How does one get to be president of a prestigious women's college? For Mary Metz, president of Mills College, in East Oakland, Calif., it was a combination of early family experiences, her husband's ''portable'' career, and her own tendency to ''do everything the best I can.''
This vibrant, suntanned administrator spoke with me during a recent visit to Boston. A soft Southern accent mellowed her crisp speech as she recalled the beginnings of her route to Mills in her own upbringing and the regional tradition of her native South Carolina.
She reminded me that the South has a tradition of female strength. ''Maybe it goes back to the Civil War, when many strong women ran the farms. The families were kept together by the women. They weren't necessarily out working in the marketplace, but they were managers.''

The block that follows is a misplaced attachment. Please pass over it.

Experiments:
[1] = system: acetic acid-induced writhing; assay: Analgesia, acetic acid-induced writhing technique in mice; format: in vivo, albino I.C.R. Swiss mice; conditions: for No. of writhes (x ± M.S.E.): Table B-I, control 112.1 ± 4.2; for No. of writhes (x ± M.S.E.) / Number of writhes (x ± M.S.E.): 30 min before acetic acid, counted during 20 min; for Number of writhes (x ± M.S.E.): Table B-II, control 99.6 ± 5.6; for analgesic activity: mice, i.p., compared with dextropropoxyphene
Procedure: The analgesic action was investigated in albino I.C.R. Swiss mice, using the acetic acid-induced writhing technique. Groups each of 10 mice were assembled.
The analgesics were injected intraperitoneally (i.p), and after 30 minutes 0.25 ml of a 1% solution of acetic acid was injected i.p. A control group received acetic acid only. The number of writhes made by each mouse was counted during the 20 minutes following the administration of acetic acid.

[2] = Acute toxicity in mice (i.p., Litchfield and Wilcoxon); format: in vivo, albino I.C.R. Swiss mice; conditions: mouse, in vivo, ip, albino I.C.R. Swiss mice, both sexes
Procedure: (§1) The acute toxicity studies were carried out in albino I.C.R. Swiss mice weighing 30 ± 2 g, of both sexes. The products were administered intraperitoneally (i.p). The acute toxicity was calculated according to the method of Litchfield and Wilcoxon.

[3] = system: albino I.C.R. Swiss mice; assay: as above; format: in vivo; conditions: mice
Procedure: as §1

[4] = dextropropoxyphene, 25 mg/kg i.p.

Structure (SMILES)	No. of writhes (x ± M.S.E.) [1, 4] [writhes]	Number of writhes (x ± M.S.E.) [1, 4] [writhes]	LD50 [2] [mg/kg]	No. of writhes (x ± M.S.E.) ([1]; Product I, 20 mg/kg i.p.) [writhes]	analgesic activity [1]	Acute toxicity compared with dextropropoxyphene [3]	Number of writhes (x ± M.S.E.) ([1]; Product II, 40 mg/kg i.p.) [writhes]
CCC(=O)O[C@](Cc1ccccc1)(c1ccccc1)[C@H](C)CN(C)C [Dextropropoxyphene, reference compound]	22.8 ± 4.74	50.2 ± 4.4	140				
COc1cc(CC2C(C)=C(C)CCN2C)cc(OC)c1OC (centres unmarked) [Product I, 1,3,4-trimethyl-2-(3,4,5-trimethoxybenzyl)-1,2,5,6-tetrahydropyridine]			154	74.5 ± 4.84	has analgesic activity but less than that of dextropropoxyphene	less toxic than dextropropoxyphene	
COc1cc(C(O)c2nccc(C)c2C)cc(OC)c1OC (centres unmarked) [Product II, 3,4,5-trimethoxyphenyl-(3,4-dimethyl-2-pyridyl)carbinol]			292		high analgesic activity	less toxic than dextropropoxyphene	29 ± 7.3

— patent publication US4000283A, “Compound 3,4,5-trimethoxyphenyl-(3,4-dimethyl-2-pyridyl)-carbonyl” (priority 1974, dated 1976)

Her grandmother was one of those women. Dr. Metz considers her ''an outstanding role model, because she was a leader in the church and community.''
Dr. Metz's parents also contributed to her interest in education. ''My mother ,'' she said, ''was a schoolteacher and the only woman principal. My father was an intelligent mentor who asked my opinion on politics and economics, even though he had to explain the issues to me. I can remember his doing this at dinner when I was seven years old. He was ready to listen to my answers to his questions. He never said, 'If you go to college . . . .' He always said, 'When you go to college . . . .' ''
She and Eugene, her husband of 26 years, dated for seven years before getting married. He graduated from Clemson University in Clemson, S.C., she from Furman University in Greenville, S.C., in the '50s. Shortly after graduating, Dr. Metz began teaching at her local high school.